Nellie hears Pastor Wurmbrand speak in Hamilton, Ontario. She begins raising awareness of the persecuted Church by organizing rummage sales, mailing proceeds to the Wurmbrands’ office in California. She arranges a speaking engagement for Pastor Wurmbrand in London, Ontario. Nellie applies for the position of secretary in Canada.


  • 1970s

    1971-74

    On May 6, 1971, the Canadian mission of JTTCW officially becomes a non-profit organization. Working out of a storefront, Nellie and the family babysitter process donations and receipts, while maintaining a mailing list and correspondence. The Voice of the Martyrs newsletters are mailed to Canadian subscribers. Klaas becomes the mission’s full-time director.

    Late 1970s

    JTTCW missions worldwide smuggle Bibles and literature into countries and establish secret printing presses in at least six nations, as well as gospel broadcasts into several closed countries. Workers reach out to families of martyrs. The Wurmbrand missions adopt five main purposes, variations of which are still in place today.


  • 1980s

    Early 1980s

    The Canadian mission moves to a new location in Mississauga, Ontario. The fellowship of Wurmbrand missions worldwide officially becomes the International Christian Association (ICA) and continues collaborating on projects.
    Mid to late 1980s

    The Canadian mission finances literature translation for pastors and their churches throughout Latin America, and provides resources for the daily needs of persecuted believers. Civil unrest leads to the fall of the Berlin Wall in 1989. The Ceausescu’s oppressive regime in Romania ends, bringing peace. The ministry now freely transports aid and Christian material to Romania without threat of imprisonment. Bibles, Christian literature and newsletters reach millions and appear in at least 20 languages.


  • 1990s

    1991

    The Soviet Union dissolves. JTTCW increases aid to Eastern European countries. The mission shifts its emphasis to other areas, such as Laos, areas in the Middle East, Cuba, Tibet and Vietnam. Resources flow into Kazakhstan, Pakistan, Bangladesh, Indonesia, Nigeria, Sudan, Ethiopia and Eritrea. JTTCW is renamed The Voice of the Martyrs (VOM).

    1992-93

    Tens of thousands of printed materials enter restricted nations. Used Bibles and books are sent to northern Nigeria, where radical Muslims destroy hundreds of churches. Eighty thousand balloons filled with Scriptures are floated across the North Korean border. Bible distribution into China increases as officials crack down on unregistered house churches. Families victimized by a guerrilla movement in Peru also receive assistance.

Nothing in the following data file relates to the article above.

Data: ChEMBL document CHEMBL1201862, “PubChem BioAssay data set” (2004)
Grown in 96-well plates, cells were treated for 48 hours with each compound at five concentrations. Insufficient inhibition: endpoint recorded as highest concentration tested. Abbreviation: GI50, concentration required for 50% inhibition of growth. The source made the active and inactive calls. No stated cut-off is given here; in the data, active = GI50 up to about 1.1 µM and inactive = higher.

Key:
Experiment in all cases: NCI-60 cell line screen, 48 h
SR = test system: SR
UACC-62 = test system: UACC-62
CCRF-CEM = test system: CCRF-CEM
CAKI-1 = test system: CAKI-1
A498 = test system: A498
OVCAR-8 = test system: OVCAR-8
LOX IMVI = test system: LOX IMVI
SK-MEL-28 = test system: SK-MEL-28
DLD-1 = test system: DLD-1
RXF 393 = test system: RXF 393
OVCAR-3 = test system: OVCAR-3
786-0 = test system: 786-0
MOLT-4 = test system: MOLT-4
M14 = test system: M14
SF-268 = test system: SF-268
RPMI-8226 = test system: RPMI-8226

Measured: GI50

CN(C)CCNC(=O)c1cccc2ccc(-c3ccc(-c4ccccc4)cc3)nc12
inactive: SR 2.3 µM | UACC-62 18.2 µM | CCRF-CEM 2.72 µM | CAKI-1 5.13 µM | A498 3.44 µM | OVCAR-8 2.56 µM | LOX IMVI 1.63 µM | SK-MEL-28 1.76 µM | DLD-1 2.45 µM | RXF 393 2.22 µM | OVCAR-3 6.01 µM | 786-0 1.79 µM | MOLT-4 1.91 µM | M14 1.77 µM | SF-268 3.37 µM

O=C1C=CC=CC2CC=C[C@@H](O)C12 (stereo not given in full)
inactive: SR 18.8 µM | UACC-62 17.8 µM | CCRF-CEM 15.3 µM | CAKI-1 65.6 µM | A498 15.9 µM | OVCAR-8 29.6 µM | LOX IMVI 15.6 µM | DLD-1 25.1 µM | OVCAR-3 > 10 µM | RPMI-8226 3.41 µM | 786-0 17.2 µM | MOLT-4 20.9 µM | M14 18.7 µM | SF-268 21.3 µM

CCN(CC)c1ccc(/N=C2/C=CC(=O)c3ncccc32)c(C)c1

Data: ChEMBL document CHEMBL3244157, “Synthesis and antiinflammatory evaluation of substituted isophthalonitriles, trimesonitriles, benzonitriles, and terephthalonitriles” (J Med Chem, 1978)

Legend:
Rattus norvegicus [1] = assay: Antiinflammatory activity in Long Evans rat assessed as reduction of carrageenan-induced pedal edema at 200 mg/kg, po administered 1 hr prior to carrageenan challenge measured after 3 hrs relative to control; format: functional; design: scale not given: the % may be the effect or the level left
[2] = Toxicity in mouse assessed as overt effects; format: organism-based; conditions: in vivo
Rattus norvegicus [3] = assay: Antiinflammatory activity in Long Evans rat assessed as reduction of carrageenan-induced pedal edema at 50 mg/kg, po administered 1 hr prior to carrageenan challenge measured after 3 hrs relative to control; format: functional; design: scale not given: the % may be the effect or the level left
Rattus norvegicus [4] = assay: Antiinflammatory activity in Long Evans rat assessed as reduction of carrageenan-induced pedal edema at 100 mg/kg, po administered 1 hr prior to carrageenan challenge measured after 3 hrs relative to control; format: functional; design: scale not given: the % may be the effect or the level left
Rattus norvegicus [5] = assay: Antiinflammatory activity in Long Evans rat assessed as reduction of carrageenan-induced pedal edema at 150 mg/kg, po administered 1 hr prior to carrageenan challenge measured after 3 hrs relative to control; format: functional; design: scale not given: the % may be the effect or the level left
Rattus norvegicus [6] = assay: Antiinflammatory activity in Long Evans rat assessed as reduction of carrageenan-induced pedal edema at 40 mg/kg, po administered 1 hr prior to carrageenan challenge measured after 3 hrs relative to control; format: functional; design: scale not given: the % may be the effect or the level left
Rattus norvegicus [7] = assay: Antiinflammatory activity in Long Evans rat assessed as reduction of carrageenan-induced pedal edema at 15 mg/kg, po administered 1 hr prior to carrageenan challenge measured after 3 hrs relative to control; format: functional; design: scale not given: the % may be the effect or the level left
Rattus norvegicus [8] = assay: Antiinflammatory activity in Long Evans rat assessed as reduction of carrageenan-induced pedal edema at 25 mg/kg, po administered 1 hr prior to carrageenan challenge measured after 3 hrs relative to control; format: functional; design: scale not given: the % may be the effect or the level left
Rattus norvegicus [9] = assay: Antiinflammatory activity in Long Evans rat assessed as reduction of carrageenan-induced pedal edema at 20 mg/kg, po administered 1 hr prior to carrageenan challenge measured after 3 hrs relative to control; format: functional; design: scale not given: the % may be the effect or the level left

1994-98

    For the first time, some tribal villagers in Vietnam receive Bibles in their own language, and VOM workers broadcast gospel programs into the Middle East. The Mission Sudan project provides Bibles and daily necessities for displaced Sudanese Christians. The mission’s weekly email service, The Persecution and Prayer Alert, begins and www.persecution.net launches.


  • 2000s

    2000

    Work expands into Egypt and Colombia, and pastoral training courses are held in Colombia and Sudan. VOM helps widows, orphans and remote-area pastors in Nigeria, while work continues in Pakistan, North Korea, China, Sudan, Ethiopia and Eritrea. Sabina Wurmbrand passes away on August 11.

    2001

    The mission sends a short-term work team to Romania and launches a microloan program in Ethiopia for young people who were driven from their homes and into poverty because of their faith in Christ. The Canadian mission moves to its current location in Mississauga. Pastor Richard Wurmbrand passes away on February 17.

    2003-04

    Weekly radio programs directed to northern Africa, Saudi Arabia and Eritrea launch. VOM continues to help Christians who suffered for their faith in former Communist nations. Former CEO Rev. Glenn Penner writes In the Shadow of the Cross, a theological study of persecution in the Bible that is translated into 13 languages. Persecution.tv, VOM's multimedia website, launches.

    2007

    Rev. Glenn Penner is named CEO. A Volunteer Ministries program begins.


  • 2010s

    2010 to present

    After an ongoing battle with cancer, Glenn steps aside as CEO. Corey Odden becomes the CEO on January 4, 2010. Glenn passes away on January 26, 2010. In partnership with Seoul-USA, VOM’s  Christmas Blessing Fund provides 2,000 gift packages for North Korean Christians. Sixteen VOM offices are serving the persecuted Church worldwide in more than 50 countries. VOM continues in Pastor Wurmbrand’s vision of serving persecuted Christians worldwide.